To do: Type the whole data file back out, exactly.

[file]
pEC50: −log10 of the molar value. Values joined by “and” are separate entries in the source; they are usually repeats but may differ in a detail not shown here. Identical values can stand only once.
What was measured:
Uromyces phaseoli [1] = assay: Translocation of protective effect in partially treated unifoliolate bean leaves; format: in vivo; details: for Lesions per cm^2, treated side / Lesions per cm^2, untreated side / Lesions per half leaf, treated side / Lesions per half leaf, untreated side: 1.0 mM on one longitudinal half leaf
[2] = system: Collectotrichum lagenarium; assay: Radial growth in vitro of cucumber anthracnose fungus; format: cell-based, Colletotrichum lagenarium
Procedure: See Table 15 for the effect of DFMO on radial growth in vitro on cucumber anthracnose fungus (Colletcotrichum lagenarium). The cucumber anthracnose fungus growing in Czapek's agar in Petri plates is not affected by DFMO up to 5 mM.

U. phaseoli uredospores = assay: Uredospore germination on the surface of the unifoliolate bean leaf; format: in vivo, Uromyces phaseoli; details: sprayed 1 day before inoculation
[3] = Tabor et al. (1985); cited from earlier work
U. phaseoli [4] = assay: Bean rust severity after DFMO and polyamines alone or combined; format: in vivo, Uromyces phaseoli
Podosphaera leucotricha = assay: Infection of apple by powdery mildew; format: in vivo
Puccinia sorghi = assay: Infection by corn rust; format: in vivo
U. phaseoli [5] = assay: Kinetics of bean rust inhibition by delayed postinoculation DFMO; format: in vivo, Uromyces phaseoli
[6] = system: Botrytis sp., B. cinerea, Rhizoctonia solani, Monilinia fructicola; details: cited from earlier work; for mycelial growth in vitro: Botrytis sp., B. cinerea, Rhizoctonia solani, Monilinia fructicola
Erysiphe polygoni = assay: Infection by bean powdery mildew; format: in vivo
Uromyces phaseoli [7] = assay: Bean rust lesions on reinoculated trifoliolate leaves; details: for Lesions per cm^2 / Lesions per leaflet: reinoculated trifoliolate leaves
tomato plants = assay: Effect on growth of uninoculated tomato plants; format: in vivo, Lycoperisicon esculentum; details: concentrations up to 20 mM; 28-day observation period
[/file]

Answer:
pEC50: −log10 of the molar value. Values joined by “and” are separate entries in the source; they are usually repeats but may differ in a detail not shown here. Identical values can stand only once.
What was measured:
Uromyces phaseoli [1] = assay: Translocation of protective effect in partially treated unifoliolate bean leaves; format: in vivo; details: for Lesions per cm^2, treated side / Lesions per cm^2, untreated side / Lesions per half leaf, treated side / Lesions per half leaf, untreated side: 1.0 mM on one longitudinal half leaf
[2] = system: Collectotrichum lagenarium; assay: Radial growth in vitro of cucumber anthracnose fungus; format: cell-based, Colletotrichum lagenarium
Procedure: See Table 15 for the effect of DFMO on radial growth in vitro on cucumber anthracnose fungus (Colletcotrichum lagenarium). The cucumber anthracnose fungus growing in Czapek's agar in Petri plates is not affected by DFMO up to 5 mM.

U. phaseoli uredospores = assay: Uredospore germination on the surface of the unifoliolate bean leaf; format: in vivo, Uromyces phaseoli; details: sprayed 1 day before inoculation
[3] = Tabor et al. (1985); cited from earlier work
U. phaseoli [4] = assay: Bean rust severity after DFMO and polyamines alone or combined; format: in vivo, Uromyces phaseoli
Podosphaera leucotricha = assay: Infection of apple by powdery mildew; format: in vivo
Puccinia sorghi = assay: Infection by corn rust; format: in vivo
U. phaseoli [5] = assay: Kinetics of bean rust inhibition by delayed postinoculation DFMO; format: in vivo, Uromyces phaseoli
[6] = system: Botrytis sp., B. cinerea, Rhizoctonia solani, Monilinia fructicola; details: cited from earlier work; for mycelial growth in vitro: Botrytis sp., B. cinerea, Rhizoctonia solani, Monilinia fructicola
Erysiphe polygoni = assay: Infection by bean powdery mildew; format: in vivo
Uromyces phaseoli [7] = assay: Bean rust lesions on reinoculated trifoliolate leaves; details: for Lesions per cm^2 / Lesions per leaflet: reinoculated trifoliolate leaves
tomato plants = assay: Effect on growth of uninoculated tomato plants; format: in vivo, Lycoperisicon esculentum; details: concentrations up to 20 mM; 28-day observation period